Sangalkam!

Alec Yeh - Senegal


November 12, 2009

Pulling up into Sangalkam, I got extremely nervous. The thought that loomed in the back of my mind was “What if you’re stuck with a family you don’t like for six months?” I was just getting closer to my Dakar family, after buying them a cake as a “thank you.” Cakes really make everything better. And now, I was being transferred to another family, another environment.

The moment I met my family, I knew I was worrying about nothing. I was welcomed by the man of the house, my host brother. His name is El Hadj Senghor (“El Hadj” is the name given to anybody who has made the pilgrimage to Mecca). He’s probably around 15 to 20 years older than I am, but he seems more like a big kid to me. He’s incredibly welcoming, and tries his best to make me feel at home. He has a wife, Ndeye. Though she does all the work (literally all the work in the house), she’s always smiling and happy. Together, they have two girls, Aminata (one year old) and Sophia (three years old). At first, Aminata cried every time I saw her. I thought, “Am I that ugly?” But now, she’s comfortable with me. Sophia was incredibly quiet at first, but as time went on, she warmed up. There’s also El Hadj’s cousin, Muhammad, who is ten years old. He tends to be bossed around all the time, but he’s a sweet kid. I didn’t meet my host mother until a day later, but her name is Fanta Cisse. She’s amazing. She just exudes importance, and I later found out, she’s quite respected in the village. She also has these beautiful green eyes. I don’t exactly know if that’s special in Senegalese culture, but I personally have never seen a black person with green eyes. Fanta has two other sons; one lives in France and I’ll never meet him, and the other lives and works in Dakar. I’ve already met him. His name is Pape, and he’s very nice.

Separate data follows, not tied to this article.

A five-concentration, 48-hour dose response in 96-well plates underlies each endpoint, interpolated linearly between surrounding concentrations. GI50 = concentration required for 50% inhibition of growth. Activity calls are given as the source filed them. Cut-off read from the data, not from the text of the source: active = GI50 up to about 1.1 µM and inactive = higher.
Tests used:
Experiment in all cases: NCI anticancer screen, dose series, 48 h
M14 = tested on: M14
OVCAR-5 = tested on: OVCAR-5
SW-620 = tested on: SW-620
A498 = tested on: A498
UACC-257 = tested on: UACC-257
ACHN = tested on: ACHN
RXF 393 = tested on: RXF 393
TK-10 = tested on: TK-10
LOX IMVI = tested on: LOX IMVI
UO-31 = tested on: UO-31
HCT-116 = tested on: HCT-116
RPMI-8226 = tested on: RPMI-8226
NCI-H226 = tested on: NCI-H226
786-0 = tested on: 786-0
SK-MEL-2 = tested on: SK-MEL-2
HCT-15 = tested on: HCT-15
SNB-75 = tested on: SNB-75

I was also greeted by my mentor, Yankhoba Sarr. He’s such a hooligan. He’s probably five years older than me. He has some facial hair and Rasta hair. He’s loud, funny, and seems ot know everybody in town. He’ll be a great person to show me Senegalese daily life.

My Senegalese name is Assane Senghor. I was given many others by different people, but Assane Senghor actually stuck. I like it. I think it fits.

Oh, and they suggested I get corn rows. Can you imagine me with corn rows?

Alec Yeh